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By Claire Heil
September 23, 2001

We live in Southern Oregon which is a semi-arid region subject to flash floods so our watershed health depends on stored irrigation water for survival. The citizens are being denied their water rights by attorneys working with Oregon's Governor Kitzhaber. The Governor has refused to give our irrigation district, which is an irreplaceable component of the infrastructure of both Josephine and Jackson Counties, their water rights, unless the locally owned water district agrees to remove their dam.

Because the governor is threatening to bankrupt the district, his attorney, Bob Hunter, has taken control of the Grants Pass Irrigation District. The local people elected board members who were in favor of saving the dam, but they have been coerced into giving control to Hunter who threatens legal action against the district.

We also elected Republicans who promised to protect our private property rights, but now refuse to fight for us, because they work for special interests and are in business with the U.S. Government. The Republican Party Chairman of Oregon owns a radio station operating under government permit and control, so does Greg Walden (R), our U.S. Congressman for the 2nd District, and our local State Representative, Carl Wilson (R). All three own and operate radio stations for a living. Oregon's U.S. Senators Ron Wyden (D) and Gordon Smith (R) are working together to pass SB 3227 which would blow up the natural water-driven dam and replace it with huge electric pumps, powered by a coal-fired plant in Wyoming. This would cost U.S. taxpayers a minimum of $22 million dollars, but special interest groups see this as a giant step toward blowing up more dams throughout the country at taxpayer's expense.

Savage Rapids Dam has state-of-the-art fish screens and fish ladders, built and designed by government agencies, and a firm, approved by the National Marine Fisheries Service, did a study over a three-year period (1998-2000), which showed a 0.1% mortality rate. The study proved that the dam is not a fish killer, plus, the Army Corps of Engineers has declared the dam structurally sound.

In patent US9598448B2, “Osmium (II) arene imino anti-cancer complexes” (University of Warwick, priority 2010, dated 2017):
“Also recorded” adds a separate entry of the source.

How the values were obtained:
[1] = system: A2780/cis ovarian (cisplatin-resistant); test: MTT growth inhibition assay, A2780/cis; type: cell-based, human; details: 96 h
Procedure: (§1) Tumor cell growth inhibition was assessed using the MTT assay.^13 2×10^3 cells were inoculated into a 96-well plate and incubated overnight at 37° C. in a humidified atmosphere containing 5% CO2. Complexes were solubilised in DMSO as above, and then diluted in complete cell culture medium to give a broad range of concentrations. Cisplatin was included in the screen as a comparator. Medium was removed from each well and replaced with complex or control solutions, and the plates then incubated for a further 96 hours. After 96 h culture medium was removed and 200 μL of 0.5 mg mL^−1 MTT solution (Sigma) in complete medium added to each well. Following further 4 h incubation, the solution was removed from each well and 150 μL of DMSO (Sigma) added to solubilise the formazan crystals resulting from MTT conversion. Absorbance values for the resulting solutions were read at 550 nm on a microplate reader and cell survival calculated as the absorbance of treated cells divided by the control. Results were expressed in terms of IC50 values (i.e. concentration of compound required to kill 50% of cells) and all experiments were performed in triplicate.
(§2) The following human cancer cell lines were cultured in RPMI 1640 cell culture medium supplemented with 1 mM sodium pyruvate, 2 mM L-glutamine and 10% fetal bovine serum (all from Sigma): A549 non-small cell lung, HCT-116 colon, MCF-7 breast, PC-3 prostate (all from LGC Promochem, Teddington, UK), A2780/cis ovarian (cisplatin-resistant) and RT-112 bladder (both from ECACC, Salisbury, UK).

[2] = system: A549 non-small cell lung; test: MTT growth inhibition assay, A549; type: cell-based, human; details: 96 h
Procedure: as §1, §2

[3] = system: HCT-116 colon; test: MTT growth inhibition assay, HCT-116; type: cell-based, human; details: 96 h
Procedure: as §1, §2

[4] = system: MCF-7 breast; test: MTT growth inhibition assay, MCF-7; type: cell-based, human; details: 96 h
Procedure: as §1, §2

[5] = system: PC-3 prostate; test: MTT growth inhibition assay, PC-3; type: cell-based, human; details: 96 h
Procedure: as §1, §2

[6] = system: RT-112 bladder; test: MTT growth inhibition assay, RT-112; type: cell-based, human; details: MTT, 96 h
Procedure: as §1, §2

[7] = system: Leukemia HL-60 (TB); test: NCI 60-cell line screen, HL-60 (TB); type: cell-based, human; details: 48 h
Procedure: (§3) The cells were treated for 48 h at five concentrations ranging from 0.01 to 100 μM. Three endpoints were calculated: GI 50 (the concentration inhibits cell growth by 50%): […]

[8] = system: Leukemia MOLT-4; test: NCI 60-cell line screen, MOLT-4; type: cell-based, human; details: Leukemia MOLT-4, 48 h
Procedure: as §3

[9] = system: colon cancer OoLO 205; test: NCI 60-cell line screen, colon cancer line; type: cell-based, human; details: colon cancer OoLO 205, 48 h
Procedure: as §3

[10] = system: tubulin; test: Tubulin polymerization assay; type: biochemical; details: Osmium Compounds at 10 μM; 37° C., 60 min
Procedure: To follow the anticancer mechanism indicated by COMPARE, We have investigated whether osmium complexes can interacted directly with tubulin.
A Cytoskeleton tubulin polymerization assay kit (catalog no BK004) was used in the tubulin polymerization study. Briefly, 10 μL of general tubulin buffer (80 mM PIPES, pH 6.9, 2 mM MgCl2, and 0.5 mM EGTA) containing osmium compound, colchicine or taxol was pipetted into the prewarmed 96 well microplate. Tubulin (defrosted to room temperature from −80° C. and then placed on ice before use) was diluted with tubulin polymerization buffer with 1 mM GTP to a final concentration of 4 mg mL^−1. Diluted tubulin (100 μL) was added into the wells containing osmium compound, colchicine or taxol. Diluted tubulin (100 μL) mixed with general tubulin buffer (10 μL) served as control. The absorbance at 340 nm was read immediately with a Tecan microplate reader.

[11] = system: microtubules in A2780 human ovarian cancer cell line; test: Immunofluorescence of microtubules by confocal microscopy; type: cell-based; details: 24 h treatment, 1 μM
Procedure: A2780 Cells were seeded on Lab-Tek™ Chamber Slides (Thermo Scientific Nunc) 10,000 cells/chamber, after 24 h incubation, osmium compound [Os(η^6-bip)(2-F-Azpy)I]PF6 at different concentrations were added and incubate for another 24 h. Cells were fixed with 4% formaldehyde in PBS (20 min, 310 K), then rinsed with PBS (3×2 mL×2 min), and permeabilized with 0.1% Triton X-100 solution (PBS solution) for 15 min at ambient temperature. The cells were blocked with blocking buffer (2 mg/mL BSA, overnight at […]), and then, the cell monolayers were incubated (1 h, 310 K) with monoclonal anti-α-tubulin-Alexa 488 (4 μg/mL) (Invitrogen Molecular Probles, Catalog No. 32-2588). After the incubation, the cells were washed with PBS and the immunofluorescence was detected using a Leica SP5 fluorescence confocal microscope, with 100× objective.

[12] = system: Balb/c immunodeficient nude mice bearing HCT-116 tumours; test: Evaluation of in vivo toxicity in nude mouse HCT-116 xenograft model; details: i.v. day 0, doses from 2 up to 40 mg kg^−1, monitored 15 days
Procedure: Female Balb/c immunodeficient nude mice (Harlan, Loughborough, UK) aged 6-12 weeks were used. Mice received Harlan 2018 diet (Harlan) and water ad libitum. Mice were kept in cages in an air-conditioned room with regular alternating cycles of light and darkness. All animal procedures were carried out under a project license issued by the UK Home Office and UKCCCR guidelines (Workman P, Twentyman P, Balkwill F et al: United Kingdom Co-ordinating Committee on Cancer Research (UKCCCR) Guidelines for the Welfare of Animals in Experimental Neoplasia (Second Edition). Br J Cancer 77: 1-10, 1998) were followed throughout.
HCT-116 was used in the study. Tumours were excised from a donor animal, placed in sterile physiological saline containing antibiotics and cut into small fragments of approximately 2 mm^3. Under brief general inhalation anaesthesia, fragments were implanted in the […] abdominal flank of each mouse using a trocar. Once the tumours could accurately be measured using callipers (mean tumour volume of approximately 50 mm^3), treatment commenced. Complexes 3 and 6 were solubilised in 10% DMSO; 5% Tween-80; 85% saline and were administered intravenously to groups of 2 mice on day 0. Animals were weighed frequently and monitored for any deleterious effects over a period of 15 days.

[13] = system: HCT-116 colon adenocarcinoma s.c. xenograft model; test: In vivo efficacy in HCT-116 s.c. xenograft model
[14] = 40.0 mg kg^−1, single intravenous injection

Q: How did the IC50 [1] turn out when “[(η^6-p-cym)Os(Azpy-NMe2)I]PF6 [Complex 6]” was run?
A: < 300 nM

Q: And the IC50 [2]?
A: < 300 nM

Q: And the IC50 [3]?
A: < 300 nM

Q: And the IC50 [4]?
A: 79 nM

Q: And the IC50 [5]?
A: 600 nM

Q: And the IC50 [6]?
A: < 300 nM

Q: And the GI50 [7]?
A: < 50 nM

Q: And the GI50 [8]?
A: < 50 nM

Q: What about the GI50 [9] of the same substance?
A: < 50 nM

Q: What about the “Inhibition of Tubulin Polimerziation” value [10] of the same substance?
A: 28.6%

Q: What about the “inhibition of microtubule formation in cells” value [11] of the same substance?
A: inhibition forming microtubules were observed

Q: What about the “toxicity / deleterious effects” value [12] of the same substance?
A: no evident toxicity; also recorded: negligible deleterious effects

Using 'junk' science, and taking advantage of bad laws and unreasonable regulations, they are using a politically active court system to deny the people water needed for their survival. Governor Kitzhaber and the radical special interest groups are holding the people hostage by denying us the water needed to run our irrigation district, unless we agree to blow up our dam.

Here's some background on the great Northwest fish story -- that salmon are in danger of becoming extinct -- and therefore are listed on the Endangered Species Act. Agency scientists, the same ones who write biological opinions, set the policy of saving the fish by denying water to irrigators, or forcing dams to set aside water and spill it over at key times, sparing fish the hydro-electric turbines and flushing them out to the ocean. Two decades and $3 billion in tax dollars has been spent on salmon recovery, and it has proven itself to be a complete failure. No salmon run in the Northwest's Columbia Basin is in recovery. But bureaucrats will not admit failure, instead they demand more water and move to blow up dams. The truth is, this year we had the largest salmon run in six decades, and these runs cannot be attributed to bureaucratic efforts to save them, they seem to be doing just fine on their own.

In fact, Oregon's Department of Fish and Wildlife employees have been caught clubbing thousands of salmon to death, and the use of spill water over dams for fish passage may create a dangerous toxin in the water that is harmful to fish. The greatest danger to Northwest salmon comes from government agencies.

Government agencies are also destroying the largest wildlife habitat for migrating birds in the United States by denying Klamath Basin farmers their irrigation water, and are turning the area into a dust bowl. President Bush missed his opportunity two months ago -- when the administration did not immediately take advantage of a provision in the Endangered Species Act that gives the President the power to give the farmers their water.

The State of California, which is 1/4th of our country's economy, is suffering because these special interest control the government there and have been moving across our great nation to gain control. Our elected officials have refused to fight this war. Instead, we find ourselves losing the battle. We need help from Americans who understand that if we lose this battle, the war for our private property rights may be lost forever. This isn't just a regional problem, it effects every American.

� 2001 Claire Heil - All Rights Reserved

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Claire Heil is the secretary of the Water Shead Council in southern Oregon.








"Using 'junk' science, and taking advantage of bad laws and unreasonable regulations, they are using a politically active court system to deny the people water needed for their survival."